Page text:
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Controlling Window Reflections

Published: 18/11/2014

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LightScienceMagicLaura Recently asked the following question:

I am currently shooting for a glass company to showcase their work on mostly large corporate buildings.  Do you know of any good resources for getting the best window photos without all the reflections etc? I usually try to shoot around dusk, but I am fighting with almost mirror like reflections at times. I need to get interior shots but mostly exterior.

I don't use flash extensively but do mostly HDR. The reflections I pick up in the windows are simply of the items in the room as I try to shoot later in the day so the windows are a bit darker and tend to become mirror-like.

Laura, The first thing to try is a circular polarizing filter (C-PL). However, my experience is that the C-PL will frequently reduce but not completely eliminate the reflections.

Another approach do dealing with reflections is to understand the physics behind reflections. A great resource for this the book Light: science and Magic: And Introduction to Photographic LightingIn Chapter 3, this book explains how to manage reflections and the different types of reflections. There are actually different kinds of reflections. direct reflections, diffuse reflections and polarized reflections.

Here's an article from that has a bunch of suggestions for ways to deal with reflections.

Anyone have any specific suggestions for Laura?

Larry Lohrman

3 comments on “Controlling Window Reflections”

  1. Hi Laura, a polarizer would be my first idea as well. Its function will depend on the angle between the glas and the camera. And especially in officebuildings that have coated windows they may not work as intended because most of the coatings are metallic and do not allow the polarizing effect.
    Second would be to block the shine of items within the room (if they are not part of the image) towards the glass. In the best case you can use some piece of furniture as a gobo. This can also sometimes be achieved by moving the camera position.
    Finally this is very tricky and different from location to location.

  2. If not familiar with Mike Kelly's techniques for shooting exteriors and interiors, you may want to check out his tutorial. He does composites that will expose exterior windows perfectly. For interiors, I've seen him turn off the lights inside to get rid of reflections, then mask in the windows to a lit interior exposure. Some ideas if you have the time and are getting paid appropriately.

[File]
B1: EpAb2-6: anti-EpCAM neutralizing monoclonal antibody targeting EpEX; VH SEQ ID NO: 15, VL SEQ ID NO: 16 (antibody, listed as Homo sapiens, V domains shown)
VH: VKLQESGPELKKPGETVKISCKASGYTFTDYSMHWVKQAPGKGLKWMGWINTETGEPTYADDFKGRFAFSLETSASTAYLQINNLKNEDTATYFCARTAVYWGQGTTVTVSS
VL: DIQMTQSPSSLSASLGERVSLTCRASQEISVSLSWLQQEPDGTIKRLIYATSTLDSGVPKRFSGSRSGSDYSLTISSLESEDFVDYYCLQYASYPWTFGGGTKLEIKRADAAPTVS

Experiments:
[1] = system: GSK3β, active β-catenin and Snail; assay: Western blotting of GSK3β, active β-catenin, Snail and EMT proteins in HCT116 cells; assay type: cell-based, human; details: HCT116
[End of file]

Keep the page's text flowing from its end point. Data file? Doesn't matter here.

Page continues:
3. To find a solution, you have to figure out why the problem exists. You mentioned you use HDR. That in itself may be causing the problem. If you take 3 exposures, typically light medium dark, and then you use HDR software to blend all 3, the reflections in the windows will be part of the final file. But, take a look at your exposures to see if the same reflections exist in all shots. Many times, they don't, because outside exposure can negate them. Usually, one of the exposures is better. If they happen to be in all exposures, you need to turn off the interior lights, and shoot a separate exposure for the outside. If the interiors are white walls and ceiling, you must shoot at a time of day when the outside is lighter then interior, and in the case that there is so much ambient light coming in that that isn't possible, you have to find another workaround. There are times when I've had to shoot the view from outside the building (balcony, pole, roof, through the window with the camera right next to the glass) and painstakingly mask the windows and paint that in, but rarely. I'm not patient enough to let my camera site there for hours, so I find the solution while I'm there, regardless of what time it is, and I always come prepared for all possibilities.

    Make sure if you are using LR with NIK, Enfuse or Photomatix, that the settings don't allow the HDR program to resize or distort the image. You can use the usual result of the HDR, and then in PS drop that last shot as a layer over the top where the windows get painted in... but you need every layer to register exactly, which means using some version of remote release, and no software changes to the dimensions. You can correct the parallels and lens stuff in LR before the HDR though, as long as every file you are using gets the exact same lens correction.

    ...but here's the key to speeding it up: When you expose for that last shot, go as light as you can while still not blowing anything out outside. That will give you a shot that looks like only the windows are correct. When you process that file in either ARC or LR, pull the shadow and black sliders all the way to the right, and pull the highlight and white sliders all the way to the left, the adjust the exposure and contrast so that you're a little less contrasty, and just dark enough to see all the details in the outside. What this does for me is eliminate the need to cut a detailed mask, I can just paint it in loosely. The window sills are not pitch black that way. You can always go in later in PS and add a curves layer to give the windows more contrast using a fairly feathered brush.

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